Utah woman claims conversion “therapists” made her carry bag of rocks to cure her homosexuality

Alex Cooper says that her gay "cure" ordeal was "exhausting and humiliating."

Alex Cooper says that her gay "cure" ordeal was "exhausting and humiliating." Alex Cooper

Alex Cooper, 21, had to stand facing a wall for hours wearing a backpack full of rocks. That was the “therapy” she was given by a Utah Church of Jesus Christ of Latter-day Saints (LDS) couple to help cure her being gay, reports Salt Lake City‘s KUTV TV.

According to a new book she has written on the awful experience, “Saving Alex,” her LDS parents sent her away to live with the unlicensed “cure” therapists after she came out to them in 2010. Once with the “cure” couple, she says she was told by them, “Your family doesn’t want you. God has no place for people like you in His plan.”

Cooper says that, while living with her “exhausting and humiliating” ordeal with the couple, she tried to commit suicide.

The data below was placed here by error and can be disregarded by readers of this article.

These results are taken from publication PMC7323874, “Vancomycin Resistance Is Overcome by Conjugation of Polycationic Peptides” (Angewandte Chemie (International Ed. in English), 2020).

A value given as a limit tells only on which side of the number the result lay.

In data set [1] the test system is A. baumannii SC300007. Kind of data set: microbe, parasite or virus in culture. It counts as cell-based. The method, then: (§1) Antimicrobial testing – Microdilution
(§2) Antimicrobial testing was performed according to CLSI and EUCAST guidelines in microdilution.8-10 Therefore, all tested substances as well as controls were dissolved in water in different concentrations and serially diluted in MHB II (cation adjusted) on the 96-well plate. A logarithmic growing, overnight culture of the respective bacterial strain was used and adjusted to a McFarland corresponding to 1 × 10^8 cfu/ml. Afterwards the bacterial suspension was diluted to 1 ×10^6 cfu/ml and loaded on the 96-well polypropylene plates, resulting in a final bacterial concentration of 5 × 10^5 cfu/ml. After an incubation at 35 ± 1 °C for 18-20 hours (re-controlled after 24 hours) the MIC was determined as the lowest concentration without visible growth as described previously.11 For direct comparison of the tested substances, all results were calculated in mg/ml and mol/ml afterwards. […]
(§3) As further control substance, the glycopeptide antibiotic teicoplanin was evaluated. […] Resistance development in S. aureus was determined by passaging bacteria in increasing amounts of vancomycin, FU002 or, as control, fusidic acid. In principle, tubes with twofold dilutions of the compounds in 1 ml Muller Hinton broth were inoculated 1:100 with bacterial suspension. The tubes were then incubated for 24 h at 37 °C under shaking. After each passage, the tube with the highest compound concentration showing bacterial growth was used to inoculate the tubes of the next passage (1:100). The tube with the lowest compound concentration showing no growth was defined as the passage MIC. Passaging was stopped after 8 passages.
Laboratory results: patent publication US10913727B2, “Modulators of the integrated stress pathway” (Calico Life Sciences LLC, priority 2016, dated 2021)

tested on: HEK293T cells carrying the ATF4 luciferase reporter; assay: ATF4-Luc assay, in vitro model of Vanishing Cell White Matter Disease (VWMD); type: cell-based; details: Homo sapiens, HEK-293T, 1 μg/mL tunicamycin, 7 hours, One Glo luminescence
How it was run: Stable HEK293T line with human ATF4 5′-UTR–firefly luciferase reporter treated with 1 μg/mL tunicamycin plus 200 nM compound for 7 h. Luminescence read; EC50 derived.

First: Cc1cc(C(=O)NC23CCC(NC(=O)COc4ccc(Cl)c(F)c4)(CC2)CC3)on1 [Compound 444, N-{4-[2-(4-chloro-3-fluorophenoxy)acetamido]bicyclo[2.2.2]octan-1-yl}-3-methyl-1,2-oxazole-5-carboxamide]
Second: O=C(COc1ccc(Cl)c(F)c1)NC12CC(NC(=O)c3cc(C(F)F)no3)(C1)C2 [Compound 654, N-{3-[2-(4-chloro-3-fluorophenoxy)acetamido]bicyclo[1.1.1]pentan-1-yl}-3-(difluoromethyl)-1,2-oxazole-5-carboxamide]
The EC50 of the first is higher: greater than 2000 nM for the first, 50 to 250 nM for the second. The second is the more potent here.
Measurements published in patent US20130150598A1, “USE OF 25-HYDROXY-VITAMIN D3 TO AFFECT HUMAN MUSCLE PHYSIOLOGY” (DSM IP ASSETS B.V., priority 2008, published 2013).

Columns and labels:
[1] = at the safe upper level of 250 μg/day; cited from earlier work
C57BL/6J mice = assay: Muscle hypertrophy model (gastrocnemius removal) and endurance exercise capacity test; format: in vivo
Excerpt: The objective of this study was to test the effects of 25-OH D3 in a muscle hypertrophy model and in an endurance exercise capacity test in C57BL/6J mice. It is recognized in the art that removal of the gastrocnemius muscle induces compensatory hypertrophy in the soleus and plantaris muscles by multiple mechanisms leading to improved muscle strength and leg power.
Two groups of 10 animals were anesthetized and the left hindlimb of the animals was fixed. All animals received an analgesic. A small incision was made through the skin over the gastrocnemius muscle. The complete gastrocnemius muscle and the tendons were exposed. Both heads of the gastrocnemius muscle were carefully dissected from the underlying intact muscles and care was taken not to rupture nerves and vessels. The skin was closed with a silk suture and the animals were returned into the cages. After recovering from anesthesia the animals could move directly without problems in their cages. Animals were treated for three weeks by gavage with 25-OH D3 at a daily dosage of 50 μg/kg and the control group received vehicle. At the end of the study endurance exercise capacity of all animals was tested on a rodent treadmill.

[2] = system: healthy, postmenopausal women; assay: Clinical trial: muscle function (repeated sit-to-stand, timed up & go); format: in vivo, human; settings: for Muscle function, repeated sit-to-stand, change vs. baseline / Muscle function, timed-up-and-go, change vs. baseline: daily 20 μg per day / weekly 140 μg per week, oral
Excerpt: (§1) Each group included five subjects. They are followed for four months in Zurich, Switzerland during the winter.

She also tried to escape, but the man caught her and gut-punched her.

Eventually, she was allowed to go to the local high school, through which she contacted a lawyer that helped her secure the right to live independently as an openly gay teen.

Cooper says her mother has since apologized. She and her lawyer are now working to ban gay conversion, or “cure,” therapy in Utah. It is already banned in several states.

KUTV asked LDS their stance on homosexuality and gay conversion therapy. “The Church denounces any therapy that subjects an individual to abusive practices,” said a rep for the church. “We hope those who experience the complex realities of same-sex attraction find compassion and understanding from family members, professional counselors and church members.”

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